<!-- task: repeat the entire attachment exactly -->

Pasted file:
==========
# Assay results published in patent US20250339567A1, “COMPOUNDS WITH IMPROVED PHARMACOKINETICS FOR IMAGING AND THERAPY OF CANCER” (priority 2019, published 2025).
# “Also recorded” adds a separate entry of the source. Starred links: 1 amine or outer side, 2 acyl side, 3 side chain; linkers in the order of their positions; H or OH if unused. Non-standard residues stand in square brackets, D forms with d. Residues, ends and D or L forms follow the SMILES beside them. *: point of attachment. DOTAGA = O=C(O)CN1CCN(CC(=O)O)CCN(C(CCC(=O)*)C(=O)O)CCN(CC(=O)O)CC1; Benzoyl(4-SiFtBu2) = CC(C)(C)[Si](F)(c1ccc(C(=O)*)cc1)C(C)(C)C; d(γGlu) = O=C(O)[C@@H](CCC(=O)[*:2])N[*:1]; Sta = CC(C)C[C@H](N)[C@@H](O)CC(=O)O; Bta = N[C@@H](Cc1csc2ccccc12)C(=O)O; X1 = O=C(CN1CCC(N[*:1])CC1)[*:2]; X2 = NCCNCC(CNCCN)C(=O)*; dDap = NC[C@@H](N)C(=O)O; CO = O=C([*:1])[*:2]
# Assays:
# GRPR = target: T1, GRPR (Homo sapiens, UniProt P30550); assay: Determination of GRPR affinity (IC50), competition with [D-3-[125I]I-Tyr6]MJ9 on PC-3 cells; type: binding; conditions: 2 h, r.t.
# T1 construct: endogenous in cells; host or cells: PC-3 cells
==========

# Assay results published in patent US20250339567A1, “COMPOUNDS WITH IMPROVED PHARMACOKINETICS FOR IMAGING AND THERAPY OF CANCER” (priority 2019, published 2025).
# “Also recorded” adds a separate entry of the source. Starred links: 1 amine or outer side, 2 acyl side, 3 side chain; linkers in the order of their positions; H or OH if unused. Non-standard residues stand in square brackets, D forms with d. Residues, ends and D or L forms follow the SMILES beside them. *: point of attachment. DOTAGA = O=C(O)CN1CCN(CC(=O)O)CCN(C(CCC(=O)*)C(=O)O)CCN(CC(=O)O)CC1; Benzoyl(4-SiFtBu2) = CC(C)(C)[Si](F)(c1ccc(C(=O)*)cc1)C(C)(C)C; d(γGlu) = O=C(O)[C@@H](CCC(=O)[*:2])N[*:1]; Sta = CC(C)C[C@H](N)[C@@H](O)CC(=O)O; Bta = N[C@@H](Cc1csc2ccccc12)C(=O)O; X1 = O=C(CN1CCC(N[*:1])CC1)[*:2]; X2 = NCCNCC(CNCCN)C(=O)*; dDap = NC[C@@H](N)C(=O)O; CO = O=C([*:1])[*:2]
# Assays:
# GRPR = target: T1, GRPR (Homo sapiens, UniProt P30550); assay: Determination of GRPR affinity (IC50), competition with [D-3-[125I]I-Tyr6]MJ9 on PC-3 cells; type: binding; conditions: 2 h, r.t.
# T1 construct: endogenous in cells; host or cells: PC-3 cells